This post was originally from the blog site Binary Girls that my friends Abbey, Sarah, and I started. I’m saving it here for archival reasons.
Last weekend Abbey and I attended Compute Midwest, a regional conference described as:
Compute Midwest is a 2 day convergence of tech: new people, new ideas and innovation in Kansas City.
With 1 conference, an all-star lineup of 8 tech leaders, a hackathon & 2 parties, Compute Midwest provides a fantastic opportunity to connect you with 400+ forward thinking tech minds.
It wasn’t quite what I was expecting, it was still good. Here’s what I learned from that conference:
- Dan Levin, the COO of Box, talked about how technology is not just changing our world, but how it’s changing people who didn’t use technology into people who are using technology (like delivery truck drivers now using tablets to track inventory and orders to deliver). He also mentioned about how while PCs will be around still, more mobile devices are becoming vital. He went into his job eventually realizing he didn’t get an office phone because the job expected him to have his own and just use that to stay connected all the time. I know how convenient these gadgets are, but it finally soaked in just HOW revolutionary our world is going to change because of them and the people who never used technology before are using them all the time.
- Zach Kaplan, the CEO at Inventables, had some cool stories about how his site helped everyday people not just make great products, but are able to do it at such a cheaper and larger scale than ever before. It’s possible to make 3D printed projects in your basement for under $2,000 starting costs. It reminded me a lot of the types of things we’ve made in the school robotics lab, only it’s even easier than needing the high tech equipment available at school. And cheaper. It also motivated me to possibly work on some of my own hacking projects I’ve wanted to work on but just haven’t.
- Scott Chacon, the CIO at GitHub, talked about his company in less of a “here’s what our company makes/does” and more of a “here’s how our company operates behind the scenes.” The talk fascinated me because it sort of blew the traditional idea of an office out of the water. Their company ran out of coffee shops for a while. Their office now is less of an “office” and more of a hang out place to get some work done. He also had some radical ideas on how management should trust their employees. Rather than vacation or sick days, why not just leave it open-ended and trust that they will work and get the projects done and if they need a day off, they’ll do it as needed rather than trying to adjust to the amount of days/times they’re allotted off. I hope to work for a company as progressive as this some day.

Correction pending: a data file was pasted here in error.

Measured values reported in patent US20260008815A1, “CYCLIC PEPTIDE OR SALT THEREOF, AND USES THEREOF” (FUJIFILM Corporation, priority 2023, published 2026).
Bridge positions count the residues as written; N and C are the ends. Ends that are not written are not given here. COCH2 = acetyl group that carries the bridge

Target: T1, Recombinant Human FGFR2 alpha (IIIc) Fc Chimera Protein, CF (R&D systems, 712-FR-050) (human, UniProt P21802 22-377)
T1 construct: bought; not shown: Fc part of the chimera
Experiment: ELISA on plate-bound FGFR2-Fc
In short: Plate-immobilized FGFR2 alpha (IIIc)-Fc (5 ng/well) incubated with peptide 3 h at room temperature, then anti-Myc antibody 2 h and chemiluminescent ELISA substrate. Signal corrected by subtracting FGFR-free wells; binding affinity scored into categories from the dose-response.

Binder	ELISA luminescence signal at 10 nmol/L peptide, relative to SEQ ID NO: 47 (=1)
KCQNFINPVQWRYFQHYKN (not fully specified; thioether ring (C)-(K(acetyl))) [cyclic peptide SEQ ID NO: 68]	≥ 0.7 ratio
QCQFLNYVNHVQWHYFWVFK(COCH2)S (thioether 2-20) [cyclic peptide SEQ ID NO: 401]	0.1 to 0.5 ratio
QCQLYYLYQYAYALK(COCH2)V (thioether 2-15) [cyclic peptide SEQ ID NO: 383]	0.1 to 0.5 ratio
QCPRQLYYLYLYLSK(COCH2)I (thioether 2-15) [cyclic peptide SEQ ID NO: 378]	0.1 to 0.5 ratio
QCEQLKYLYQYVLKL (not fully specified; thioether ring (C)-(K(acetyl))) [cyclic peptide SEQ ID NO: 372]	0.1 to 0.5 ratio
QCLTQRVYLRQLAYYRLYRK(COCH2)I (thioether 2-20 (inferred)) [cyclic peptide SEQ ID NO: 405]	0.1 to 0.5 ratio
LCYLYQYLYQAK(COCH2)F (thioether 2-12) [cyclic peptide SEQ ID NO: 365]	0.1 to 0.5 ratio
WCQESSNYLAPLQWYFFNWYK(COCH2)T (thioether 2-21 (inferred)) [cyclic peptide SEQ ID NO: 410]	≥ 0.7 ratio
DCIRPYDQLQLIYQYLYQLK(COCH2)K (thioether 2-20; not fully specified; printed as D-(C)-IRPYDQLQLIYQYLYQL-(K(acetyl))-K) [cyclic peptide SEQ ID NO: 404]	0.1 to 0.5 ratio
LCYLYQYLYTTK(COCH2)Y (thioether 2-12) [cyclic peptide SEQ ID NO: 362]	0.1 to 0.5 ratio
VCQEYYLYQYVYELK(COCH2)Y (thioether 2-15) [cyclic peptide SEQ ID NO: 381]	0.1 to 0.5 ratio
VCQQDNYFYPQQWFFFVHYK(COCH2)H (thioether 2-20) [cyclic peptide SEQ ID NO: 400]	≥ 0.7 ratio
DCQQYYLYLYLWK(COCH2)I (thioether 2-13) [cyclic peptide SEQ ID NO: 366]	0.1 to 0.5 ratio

- Michelle Munson, the CEO and Co-Founder of Aspera, had a cool talk about what their company does. I think she piqued my interest not just because she’s a woman founder of a large tech company, but because she saw this problem with large data transport, and not only found a solution, but made the solution interoperable with current protocols. She and her co-founder started work on it as a graduate student project and it blew into a company. It makes me want to do the same. I wish I could find some problem and be able to not only find a solution, but have it revolutionize the technology world.
- Ben Milne, the CEO and Co-Founder of Dwolla, to use his words, “got so pissed off [at banks and credit card companies] that I had to start my own company.” His passion is to have a financial world without interchange fees (which total in billions of lost dollars to the economy each year) and where data between banks is instantaneous and not ruled by as much regulation (like where it takes a couple of days for even a transfer between accounts in the same bank to happen). I’ve had an angry passion against financial institutions myself over the past several years and not only how they treat customers, but in how they are so incredibly greedy that although they have all of their customers’ money already, have to charge you for the privileged of holding it there, which seems rather dumb for me. I’ve wondered about how to create a nice, honest, open bank that was for the benefit of the customers, and it seems like Ben also took his disgust and turned it into a company.
While there were a couple of other speakers, I think these 5 really were the ones that got my mind thinking. While I want to be a software developer when I am out of college, I do wonder how can I do something to revolutionize society, or change how we use technology, or solve some problem that just hasn’t had a great solution yet. While I don’t expect to make a society-changing, life-altering product or service, or expect to be world famous by any means, I think I would love the idea of being involved in some revolutionary, even if on a smaller scale. I hope I’m able to achieve that at some point in my lifetime.
Have you had any great motivational conferences you’ve been to? Do you have any revolutionary goals too? Leave me some comments and let me know!